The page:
Mayor Greg Fischer sat down with Insider Louisville on Thursday for a year-end interview, during which he expressed optimism that the city is heading in the right direction despite an alarming all-time high in homicides this year.
Highlights of the conversation include Fischer’s thoughts on Louisville Metro Police Department’s strategy to combat violent crime, the financially troubled Yum! Center’s lease with UofL, the location of a proposed VA hospital, his legislative priorities in Frankfort, affordable housing, large construction projects underway, and whether he will run for re-election in 2018.
Insider Louisville: Was 2016 a good year for Louisville?
Mayor Greg Fischer: Yes. A city’s got to be able to celebrate everything that’s going on, but it’s also got to be clear eyed on what the challenges are. Clearly the biggest challenge we have is violent crime, homicides. If you were able to wave a magic wand and remove that from the situation, you’d say “wow, look at what’s taking place in the city.”
So from a big picture standpoint, $9 billion in capital construction, 23 new hotels, expanded convention center, all kinds of multifamily moving downtown helping downtown development, as well. So there’s a built environment that is at a pace where it’s never been in our city. Throw in the Ohio River Bridges Project, the completion of that. And when you take a look at talent development, we’ve gone from 38 percent of our adults with a college degree to 44.7 percent, so we’re now almost three points above the national average as it relates to adults with degrees, so that translates to an ability to compete in a global economy. Our unemployment rate is 3.9 percent, so we’re better than the national average with that. We created 60,000 jobs, our economic development strategy is working.
So there’s a lot saying that the city has got more momentum than it’s ever had before. But then you have this drip of violent crime that happens all too frequently that people are concerned about. And obviously nobody more so than myself, and this office and LMPD and the community as well. So you’ve got to be able to take a look at the big picture and say this city’s moving forward in a quite substantial way.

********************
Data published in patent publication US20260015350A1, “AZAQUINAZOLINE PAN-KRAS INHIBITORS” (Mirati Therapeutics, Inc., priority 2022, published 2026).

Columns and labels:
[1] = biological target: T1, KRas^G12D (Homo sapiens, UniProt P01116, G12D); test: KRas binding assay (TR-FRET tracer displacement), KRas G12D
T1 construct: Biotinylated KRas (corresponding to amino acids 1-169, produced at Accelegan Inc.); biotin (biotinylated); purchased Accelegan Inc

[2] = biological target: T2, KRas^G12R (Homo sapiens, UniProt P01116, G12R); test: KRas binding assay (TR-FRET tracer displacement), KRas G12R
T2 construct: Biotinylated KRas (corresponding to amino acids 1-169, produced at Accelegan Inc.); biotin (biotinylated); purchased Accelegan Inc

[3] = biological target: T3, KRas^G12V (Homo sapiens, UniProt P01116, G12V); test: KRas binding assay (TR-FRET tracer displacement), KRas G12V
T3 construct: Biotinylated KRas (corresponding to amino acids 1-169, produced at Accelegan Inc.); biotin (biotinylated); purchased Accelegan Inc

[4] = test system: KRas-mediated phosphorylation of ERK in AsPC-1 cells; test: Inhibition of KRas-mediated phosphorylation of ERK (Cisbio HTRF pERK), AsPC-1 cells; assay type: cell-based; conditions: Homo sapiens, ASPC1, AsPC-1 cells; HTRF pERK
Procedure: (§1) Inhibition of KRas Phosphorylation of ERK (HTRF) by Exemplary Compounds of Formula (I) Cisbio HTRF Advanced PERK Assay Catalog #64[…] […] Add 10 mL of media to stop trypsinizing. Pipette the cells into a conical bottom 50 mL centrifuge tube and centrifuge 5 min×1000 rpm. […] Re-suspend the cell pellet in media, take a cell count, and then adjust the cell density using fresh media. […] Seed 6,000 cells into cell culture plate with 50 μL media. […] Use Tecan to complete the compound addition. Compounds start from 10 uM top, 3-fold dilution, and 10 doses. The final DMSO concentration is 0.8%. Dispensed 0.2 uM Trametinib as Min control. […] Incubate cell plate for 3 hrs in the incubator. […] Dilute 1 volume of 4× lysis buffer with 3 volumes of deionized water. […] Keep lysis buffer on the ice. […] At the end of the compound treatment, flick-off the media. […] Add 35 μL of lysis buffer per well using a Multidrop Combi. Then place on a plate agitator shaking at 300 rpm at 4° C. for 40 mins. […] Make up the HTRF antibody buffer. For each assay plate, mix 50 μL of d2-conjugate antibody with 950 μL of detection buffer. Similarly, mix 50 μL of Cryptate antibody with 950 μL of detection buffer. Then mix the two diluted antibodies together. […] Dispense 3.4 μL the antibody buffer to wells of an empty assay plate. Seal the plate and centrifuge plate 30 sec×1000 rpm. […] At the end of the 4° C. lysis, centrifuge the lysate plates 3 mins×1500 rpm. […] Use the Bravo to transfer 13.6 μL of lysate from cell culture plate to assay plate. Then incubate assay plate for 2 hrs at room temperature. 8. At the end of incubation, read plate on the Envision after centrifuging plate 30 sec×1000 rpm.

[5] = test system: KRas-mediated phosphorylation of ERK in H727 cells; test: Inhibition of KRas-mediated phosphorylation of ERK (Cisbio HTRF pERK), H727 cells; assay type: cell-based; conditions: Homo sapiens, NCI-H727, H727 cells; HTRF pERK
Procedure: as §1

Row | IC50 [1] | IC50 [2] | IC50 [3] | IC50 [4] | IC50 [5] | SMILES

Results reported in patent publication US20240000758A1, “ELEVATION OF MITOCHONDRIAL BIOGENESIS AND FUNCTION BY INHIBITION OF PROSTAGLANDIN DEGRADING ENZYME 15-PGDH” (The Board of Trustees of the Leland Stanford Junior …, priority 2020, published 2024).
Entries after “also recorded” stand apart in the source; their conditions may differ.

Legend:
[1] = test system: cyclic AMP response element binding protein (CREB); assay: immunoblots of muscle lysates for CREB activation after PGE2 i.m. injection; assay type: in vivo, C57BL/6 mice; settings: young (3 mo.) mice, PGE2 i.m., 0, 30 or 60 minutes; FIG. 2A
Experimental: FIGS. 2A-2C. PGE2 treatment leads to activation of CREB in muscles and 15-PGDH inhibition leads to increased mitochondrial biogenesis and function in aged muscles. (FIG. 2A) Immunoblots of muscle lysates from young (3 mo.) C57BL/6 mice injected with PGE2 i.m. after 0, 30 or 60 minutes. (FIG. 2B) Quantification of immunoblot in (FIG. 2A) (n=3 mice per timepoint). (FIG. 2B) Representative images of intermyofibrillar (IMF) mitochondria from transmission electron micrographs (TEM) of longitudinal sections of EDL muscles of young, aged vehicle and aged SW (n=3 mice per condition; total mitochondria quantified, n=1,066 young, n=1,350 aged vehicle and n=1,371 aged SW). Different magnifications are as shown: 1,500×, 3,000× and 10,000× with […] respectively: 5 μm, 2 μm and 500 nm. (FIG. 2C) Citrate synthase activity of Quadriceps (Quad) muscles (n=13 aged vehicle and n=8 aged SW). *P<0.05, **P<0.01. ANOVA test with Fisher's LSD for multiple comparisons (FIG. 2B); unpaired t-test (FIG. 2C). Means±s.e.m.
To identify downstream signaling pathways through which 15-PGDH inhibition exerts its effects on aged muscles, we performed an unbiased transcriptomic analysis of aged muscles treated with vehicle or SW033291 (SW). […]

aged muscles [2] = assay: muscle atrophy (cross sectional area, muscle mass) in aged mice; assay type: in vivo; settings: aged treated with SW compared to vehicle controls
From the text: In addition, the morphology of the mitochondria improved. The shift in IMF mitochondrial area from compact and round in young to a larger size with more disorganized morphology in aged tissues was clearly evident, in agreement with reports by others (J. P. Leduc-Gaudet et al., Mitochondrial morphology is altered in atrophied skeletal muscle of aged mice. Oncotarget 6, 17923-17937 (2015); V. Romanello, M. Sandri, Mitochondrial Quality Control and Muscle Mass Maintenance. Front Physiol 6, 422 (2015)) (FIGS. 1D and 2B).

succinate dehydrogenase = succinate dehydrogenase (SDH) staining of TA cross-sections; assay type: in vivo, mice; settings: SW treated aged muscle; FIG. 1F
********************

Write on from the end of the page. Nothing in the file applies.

IL: You’ve said two-thirds of this year’s homicides were linked to the illegal drug trade. Would you say LMPD’s main strategy to reduce violent crime is essentially to lock up more people involved in that illegal drug trade?
GF: Did you say “lock up?” Well, I would use a word like disrupt. So what you saw in the most recent reorganization is an increase in the number of folks in the narcotics area, so we can better understand what’s happening and what the distribution chain looks like. Who’s playing at each level so we can in fact get those people off the street.
That’s part of it, but also there’s a community part to it. How do you try to get people to not go down a life of crime, as well? So you see programs like REimage and Right Turn, those are working, which is important. You see intervention programs like Pivot to Peace that are taking place as well. So you’ve got an enforcement part of the strategy, which certainly is what they do, but then we have a prevention part of it, a re-entry part of it as well. So it’s a multi-pronged issue. And then you’ve got the community part of it.